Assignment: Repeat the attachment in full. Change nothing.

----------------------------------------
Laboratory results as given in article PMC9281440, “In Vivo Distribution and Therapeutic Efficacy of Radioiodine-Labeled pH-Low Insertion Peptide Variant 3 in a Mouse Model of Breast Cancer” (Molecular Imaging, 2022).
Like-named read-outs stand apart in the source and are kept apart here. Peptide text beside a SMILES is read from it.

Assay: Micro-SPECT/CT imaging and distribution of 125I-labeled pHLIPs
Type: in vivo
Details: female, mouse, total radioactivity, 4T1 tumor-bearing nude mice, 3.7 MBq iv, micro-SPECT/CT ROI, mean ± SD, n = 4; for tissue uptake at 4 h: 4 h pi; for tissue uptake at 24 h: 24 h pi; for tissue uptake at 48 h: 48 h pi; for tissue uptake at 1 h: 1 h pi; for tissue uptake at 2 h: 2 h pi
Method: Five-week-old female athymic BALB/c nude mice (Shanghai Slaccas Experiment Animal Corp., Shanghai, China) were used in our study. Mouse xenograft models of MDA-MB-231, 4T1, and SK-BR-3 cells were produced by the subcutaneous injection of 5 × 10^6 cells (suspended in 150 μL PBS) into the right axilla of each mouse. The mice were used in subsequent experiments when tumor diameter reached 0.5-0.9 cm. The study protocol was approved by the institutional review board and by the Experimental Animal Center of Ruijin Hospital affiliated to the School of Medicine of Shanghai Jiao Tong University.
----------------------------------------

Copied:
Laboratory results as given in article PMC9281440, “In Vivo Distribution and Therapeutic Efficacy of Radioiodine-Labeled pH-Low Insertion Peptide Variant 3 in a Mouse Model of Breast Cancer” (Molecular Imaging, 2022).
Like-named read-outs stand apart in the source and are kept apart here. Peptide text beside a SMILES is read from it.

Assay: Micro-SPECT/CT imaging and distribution of 125I-labeled pHLIPs
Type: in vivo
Details: female, mouse, total radioactivity, 4T1 tumor-bearing nude mice, 3.7 MBq iv, micro-SPECT/CT ROI, mean ± SD, n = 4; for tissue uptake at 4 h: 4 h pi; for tissue uptake at 24 h: 24 h pi; for tissue uptake at 48 h: 48 h pi; for tissue uptake at 1 h: 1 h pi; for tissue uptake at 2 h: 2 h pi
Method: Five-week-old female athymic BALB/c nude mice (Shanghai Slaccas Experiment Animal Corp., Shanghai, China) were used in our study. Mouse xenograft models of MDA-MB-231, 4T1, and SK-BR-3 cells were produced by the subcutaneous injection of 5 × 10^6 cells (suspended in 150 μL PBS) into the right axilla of each mouse. The mice were used in subsequent experiments when tumor diameter reached 0.5-0.9 cm. The study protocol was approved by the institutional review board and by the Experimental Animal Center of Ruijin Hospital affiliated to the School of Medicine of Shanghai Jiao Tong University.